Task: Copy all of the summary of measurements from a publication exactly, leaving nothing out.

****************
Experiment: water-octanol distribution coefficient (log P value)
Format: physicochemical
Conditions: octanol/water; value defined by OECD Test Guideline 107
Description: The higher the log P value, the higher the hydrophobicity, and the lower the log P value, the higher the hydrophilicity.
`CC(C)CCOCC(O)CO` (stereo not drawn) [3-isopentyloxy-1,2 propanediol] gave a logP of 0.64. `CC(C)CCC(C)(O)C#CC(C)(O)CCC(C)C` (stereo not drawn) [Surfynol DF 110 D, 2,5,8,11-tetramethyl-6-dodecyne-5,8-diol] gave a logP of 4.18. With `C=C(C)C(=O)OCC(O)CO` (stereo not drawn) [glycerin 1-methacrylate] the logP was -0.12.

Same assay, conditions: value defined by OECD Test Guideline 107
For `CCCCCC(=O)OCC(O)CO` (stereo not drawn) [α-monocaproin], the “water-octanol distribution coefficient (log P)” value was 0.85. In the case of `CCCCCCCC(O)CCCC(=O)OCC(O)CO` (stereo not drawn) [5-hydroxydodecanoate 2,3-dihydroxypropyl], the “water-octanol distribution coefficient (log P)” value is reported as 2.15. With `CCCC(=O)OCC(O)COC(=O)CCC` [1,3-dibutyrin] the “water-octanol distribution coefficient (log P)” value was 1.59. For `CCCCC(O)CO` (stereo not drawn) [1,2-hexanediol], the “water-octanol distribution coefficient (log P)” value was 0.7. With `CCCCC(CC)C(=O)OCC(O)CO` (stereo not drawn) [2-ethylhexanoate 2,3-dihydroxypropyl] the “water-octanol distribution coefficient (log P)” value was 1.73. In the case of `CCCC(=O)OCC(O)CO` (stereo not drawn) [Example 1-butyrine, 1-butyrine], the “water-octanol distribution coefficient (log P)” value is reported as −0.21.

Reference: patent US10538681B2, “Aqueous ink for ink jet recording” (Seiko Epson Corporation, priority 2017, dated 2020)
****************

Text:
Experiment: water-octanol distribution coefficient (log P value)
Format: physicochemical
Conditions: octanol/water; value defined by OECD Test Guideline 107
Description: The higher the log P value, the higher the hydrophobicity, and the lower the log P value, the higher the hydrophilicity.
`CC(C)CCOCC(O)CO` (stereo not drawn) [3-isopentyloxy-1,2 propanediol] gave a logP of 0.64. `CC(C)CCC(C)(O)C#CC(C)(O)CCC(C)C` (stereo not drawn) [Surfynol DF 110 D, 2,5,8,11-tetramethyl-6-dodecyne-5,8-diol] gave a logP of 4.18. With `C=C(C)C(=O)OCC(O)CO` (stereo not drawn) [glycerin 1-methacrylate] the logP was -0.12.

Same assay, conditions: value defined by OECD Test Guideline 107
For `CCCCCC(=O)OCC(O)CO` (stereo not drawn) [α-monocaproin], the “water-octanol distribution coefficient (log P)” value was 0.85. In the case of `CCCCCCCC(O)CCCC(=O)OCC(O)CO` (stereo not drawn) [5-hydroxydodecanoate 2,3-dihydroxypropyl], the “water-octanol distribution coefficient (log P)” value is reported as 2.15. With `CCCC(=O)OCC(O)COC(=O)CCC` [1,3-dibutyrin] the “water-octanol distribution coefficient (log P)” value was 1.59. For `CCCCC(O)CO` (stereo not drawn) [1,2-hexanediol], the “water-octanol distribution coefficient (log P)” value was 0.7. With `CCCCC(CC)C(=O)OCC(O)CO` (stereo not drawn) [2-ethylhexanoate 2,3-dihydroxypropyl] the “water-octanol distribution coefficient (log P)” value was 1.73. In the case of `CCCC(=O)OCC(O)CO` (stereo not drawn) [Example 1-butyrine, 1-butyrine], the “water-octanol distribution coefficient (log P)” value is reported as −0.21.

Reference: patent US10538681B2, “Aqueous ink for ink jet recording” (Seiko Epson Corporation, priority 2017, dated 2020)